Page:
U.S. dollar strength has helped drive down commodity prices, given consumers more purchasing power and generally helped firms that do most of their business within the country.
However, the strengthening greenback is taking its toll elsewhere, according to an analysis this week from Goldman Sachs.
"Companies most exposed to international sales faced negative currency impacts on revenue and (earnings per share)," Goldman said in a report that looked at the impact multiple variables are having on corporate health this year. "Even with hedges in place, managements predict this trend will continue in 2015. Companies that also incur significant costs in non-U.S. locations witnessed an offset to lower revenue on the bottom line."
Broadly, conference calls during fourth-quarter earnings season showed CEOs optimistic due to lower oil prices, related consumer strength and accelerated growth in the housing market.
Posing the biggest threat to that scenario, however, was expected continued currency strength as the U.S. economy grows faster than its global counterparts and the Federal Reserve prepares to tighten monetary policy through increasing interest rates.
The , which measures the greenback against a basket of global competitors, has risen 15.2 percent over the past six months. The dollar is up 14.3 percent against the euro and 15.9 percent against the yen during the same period.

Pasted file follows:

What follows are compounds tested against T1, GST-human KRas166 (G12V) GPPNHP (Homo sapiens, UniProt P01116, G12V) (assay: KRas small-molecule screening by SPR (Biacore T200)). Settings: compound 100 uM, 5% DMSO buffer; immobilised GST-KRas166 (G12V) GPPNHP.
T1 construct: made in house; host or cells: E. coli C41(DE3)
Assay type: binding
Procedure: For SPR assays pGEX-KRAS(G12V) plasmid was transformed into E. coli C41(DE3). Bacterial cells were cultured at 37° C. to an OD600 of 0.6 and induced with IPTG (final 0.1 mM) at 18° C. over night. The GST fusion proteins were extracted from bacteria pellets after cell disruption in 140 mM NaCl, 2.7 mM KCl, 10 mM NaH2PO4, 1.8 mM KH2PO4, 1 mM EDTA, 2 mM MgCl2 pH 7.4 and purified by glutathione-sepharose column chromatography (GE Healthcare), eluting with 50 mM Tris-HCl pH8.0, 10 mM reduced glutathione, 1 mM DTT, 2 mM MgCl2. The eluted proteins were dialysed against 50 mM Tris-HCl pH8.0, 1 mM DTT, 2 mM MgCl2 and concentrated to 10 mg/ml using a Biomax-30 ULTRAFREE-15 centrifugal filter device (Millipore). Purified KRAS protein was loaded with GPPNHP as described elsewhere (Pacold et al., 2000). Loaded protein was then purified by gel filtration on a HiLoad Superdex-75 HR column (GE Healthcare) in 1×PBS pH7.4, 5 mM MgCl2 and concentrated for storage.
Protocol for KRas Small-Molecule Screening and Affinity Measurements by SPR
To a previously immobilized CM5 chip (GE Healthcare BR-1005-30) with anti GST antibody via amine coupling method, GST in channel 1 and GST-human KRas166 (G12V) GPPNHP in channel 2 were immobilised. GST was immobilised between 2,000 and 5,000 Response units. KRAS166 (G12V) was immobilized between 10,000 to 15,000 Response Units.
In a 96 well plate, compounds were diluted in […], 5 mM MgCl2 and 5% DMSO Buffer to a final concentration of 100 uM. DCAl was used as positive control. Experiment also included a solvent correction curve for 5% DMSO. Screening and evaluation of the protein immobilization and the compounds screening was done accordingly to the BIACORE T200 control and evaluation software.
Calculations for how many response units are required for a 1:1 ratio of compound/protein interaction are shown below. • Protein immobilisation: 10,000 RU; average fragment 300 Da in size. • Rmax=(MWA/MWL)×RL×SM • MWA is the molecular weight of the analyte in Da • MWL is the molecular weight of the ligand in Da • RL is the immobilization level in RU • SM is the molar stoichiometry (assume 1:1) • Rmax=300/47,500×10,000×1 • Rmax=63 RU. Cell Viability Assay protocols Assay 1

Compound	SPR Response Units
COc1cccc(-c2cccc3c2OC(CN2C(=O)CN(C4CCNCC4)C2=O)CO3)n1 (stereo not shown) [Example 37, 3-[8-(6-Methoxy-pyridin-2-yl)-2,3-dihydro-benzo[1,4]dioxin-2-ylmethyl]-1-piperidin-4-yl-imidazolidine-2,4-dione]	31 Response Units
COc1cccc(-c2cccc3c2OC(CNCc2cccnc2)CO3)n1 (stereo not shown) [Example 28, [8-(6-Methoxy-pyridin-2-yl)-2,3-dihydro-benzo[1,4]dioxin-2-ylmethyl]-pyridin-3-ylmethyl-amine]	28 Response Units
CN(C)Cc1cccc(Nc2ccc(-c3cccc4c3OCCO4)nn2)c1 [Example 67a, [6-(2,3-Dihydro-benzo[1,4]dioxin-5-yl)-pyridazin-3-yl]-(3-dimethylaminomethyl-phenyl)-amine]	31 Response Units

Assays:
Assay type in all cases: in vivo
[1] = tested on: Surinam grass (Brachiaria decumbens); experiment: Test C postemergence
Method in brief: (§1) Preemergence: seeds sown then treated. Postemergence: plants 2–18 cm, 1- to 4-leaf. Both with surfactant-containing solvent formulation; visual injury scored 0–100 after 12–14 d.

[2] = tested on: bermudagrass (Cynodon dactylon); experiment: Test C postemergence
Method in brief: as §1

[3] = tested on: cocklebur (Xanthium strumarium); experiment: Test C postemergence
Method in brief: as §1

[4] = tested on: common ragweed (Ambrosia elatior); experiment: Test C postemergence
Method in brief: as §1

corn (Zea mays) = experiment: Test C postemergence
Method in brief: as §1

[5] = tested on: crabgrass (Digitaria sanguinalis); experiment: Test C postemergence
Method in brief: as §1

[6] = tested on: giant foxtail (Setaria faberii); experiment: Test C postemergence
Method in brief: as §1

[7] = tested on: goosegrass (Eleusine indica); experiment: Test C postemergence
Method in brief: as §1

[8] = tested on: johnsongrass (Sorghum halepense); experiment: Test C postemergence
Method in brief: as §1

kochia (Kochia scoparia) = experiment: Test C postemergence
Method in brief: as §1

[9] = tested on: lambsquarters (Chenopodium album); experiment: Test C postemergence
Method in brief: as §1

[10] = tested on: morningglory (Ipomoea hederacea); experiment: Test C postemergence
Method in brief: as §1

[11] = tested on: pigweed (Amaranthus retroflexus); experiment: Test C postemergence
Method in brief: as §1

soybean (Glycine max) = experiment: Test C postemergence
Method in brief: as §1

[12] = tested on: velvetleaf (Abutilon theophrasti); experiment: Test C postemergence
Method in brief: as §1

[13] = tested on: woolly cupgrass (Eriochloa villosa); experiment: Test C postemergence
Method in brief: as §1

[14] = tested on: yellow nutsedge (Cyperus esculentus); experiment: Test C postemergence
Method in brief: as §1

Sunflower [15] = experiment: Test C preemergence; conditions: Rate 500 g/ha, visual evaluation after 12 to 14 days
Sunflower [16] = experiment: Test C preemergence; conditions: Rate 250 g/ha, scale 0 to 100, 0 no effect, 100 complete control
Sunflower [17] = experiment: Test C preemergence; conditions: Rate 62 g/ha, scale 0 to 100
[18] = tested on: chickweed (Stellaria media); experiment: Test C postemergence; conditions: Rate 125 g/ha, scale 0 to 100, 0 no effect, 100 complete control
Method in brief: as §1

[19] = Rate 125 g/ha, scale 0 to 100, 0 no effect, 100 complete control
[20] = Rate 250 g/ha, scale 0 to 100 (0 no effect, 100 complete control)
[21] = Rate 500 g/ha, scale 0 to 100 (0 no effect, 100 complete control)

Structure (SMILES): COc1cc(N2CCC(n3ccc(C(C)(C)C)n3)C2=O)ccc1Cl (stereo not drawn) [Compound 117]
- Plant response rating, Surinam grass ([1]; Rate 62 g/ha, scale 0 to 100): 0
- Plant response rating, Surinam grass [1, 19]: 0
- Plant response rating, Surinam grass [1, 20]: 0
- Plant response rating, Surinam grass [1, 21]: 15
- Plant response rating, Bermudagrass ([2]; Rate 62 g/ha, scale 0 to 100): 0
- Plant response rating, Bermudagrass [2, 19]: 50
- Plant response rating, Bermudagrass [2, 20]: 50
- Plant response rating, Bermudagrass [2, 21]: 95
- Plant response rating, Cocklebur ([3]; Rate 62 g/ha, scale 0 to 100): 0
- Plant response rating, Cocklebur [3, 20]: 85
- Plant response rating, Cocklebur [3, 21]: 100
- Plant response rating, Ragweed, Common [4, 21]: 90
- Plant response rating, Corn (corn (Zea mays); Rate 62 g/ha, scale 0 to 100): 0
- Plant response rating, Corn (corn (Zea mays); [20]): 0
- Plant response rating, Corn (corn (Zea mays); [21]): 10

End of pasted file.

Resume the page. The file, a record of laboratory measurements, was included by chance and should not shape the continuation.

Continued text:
Goldman's analysis focused on seven firms and their own assessment of currency impacts:
Procter & Gamble: Across all currencies, foreign exchange hurts totaled $450 million after tax in the December quarter, $650 million fiscal year to date and are forecast to be a $1.4 billion after tax profit hurt over the course of the fiscal year. This is the most significant fiscal-year currency impact we have ever incurred. (emphasis added in all cases)
Johnson & Johnson: …if currency exchange rates were to remain where they were as of last week for the balance of the year then our sales growth rate would decrease by nearly 5.5 percent, reflecting the recent weakening of the euro and other major currencies against the U.S. dollar.
United Technologies: The incremental negative sales impact from translation effects is expected to be around $1.5 billion.
IBM: Currency impacted our revenue performance by about 4.5 points or $1.2 billion. This is a 1.5-point growth or $400 million more than anticipated based on spot rates 90 days ago.
DuPont: If you look at the total impact on the revenue line for 2015, we're looking at now about 3.5 percent. And then when you translate that down our positions and in all of our businesses, it does come out to $0.60 a share. So it is large.
McDonald's: ...we expect a negative translation on first-quarter 2015 of $0.08 to $0.10 per share, and a full-year impact of $0.35 to $0.40 per share.